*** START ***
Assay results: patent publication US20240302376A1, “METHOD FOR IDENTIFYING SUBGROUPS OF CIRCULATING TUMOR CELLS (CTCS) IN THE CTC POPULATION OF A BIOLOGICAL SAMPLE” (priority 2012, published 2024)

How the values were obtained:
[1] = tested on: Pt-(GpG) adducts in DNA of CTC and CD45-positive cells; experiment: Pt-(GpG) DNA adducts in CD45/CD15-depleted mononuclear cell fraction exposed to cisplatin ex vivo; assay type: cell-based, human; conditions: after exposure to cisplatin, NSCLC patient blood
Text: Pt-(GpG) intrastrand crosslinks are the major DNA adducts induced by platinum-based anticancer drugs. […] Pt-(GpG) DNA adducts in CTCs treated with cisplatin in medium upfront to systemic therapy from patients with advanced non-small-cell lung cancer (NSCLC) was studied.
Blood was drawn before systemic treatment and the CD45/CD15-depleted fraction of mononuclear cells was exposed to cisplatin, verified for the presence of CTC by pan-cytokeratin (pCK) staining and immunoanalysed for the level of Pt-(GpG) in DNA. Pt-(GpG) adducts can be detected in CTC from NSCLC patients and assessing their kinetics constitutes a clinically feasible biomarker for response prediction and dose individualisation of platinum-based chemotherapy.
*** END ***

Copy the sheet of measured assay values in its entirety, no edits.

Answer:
Assay results: patent publication US20240302376A1, “METHOD FOR IDENTIFYING SUBGROUPS OF CIRCULATING TUMOR CELLS (CTCS) IN THE CTC POPULATION OF A BIOLOGICAL SAMPLE” (priority 2012, published 2024)

How the values were obtained:
[1] = tested on: Pt-(GpG) adducts in DNA of CTC and CD45-positive cells; experiment: Pt-(GpG) DNA adducts in CD45/CD15-depleted mononuclear cell fraction exposed to cisplatin ex vivo; assay type: cell-based, human; conditions: after exposure to cisplatin, NSCLC patient blood
Text: Pt-(GpG) intrastrand crosslinks are the major DNA adducts induced by platinum-based anticancer drugs. […] Pt-(GpG) DNA adducts in CTCs treated with cisplatin in medium upfront to systemic therapy from patients with advanced non-small-cell lung cancer (NSCLC) was studied.
Blood was drawn before systemic treatment and the CD45/CD15-depleted fraction of mononuclear cells was exposed to cisplatin, verified for the presence of CTC by pan-cytokeratin (pCK) staining and immunoanalysed for the level of Pt-(GpG) in DNA. Pt-(GpG) adducts can be detected in CTC from NSCLC patients and assessing their kinetics constitutes a clinically feasible biomarker for response prediction and dose individualisation of platinum-based chemotherapy.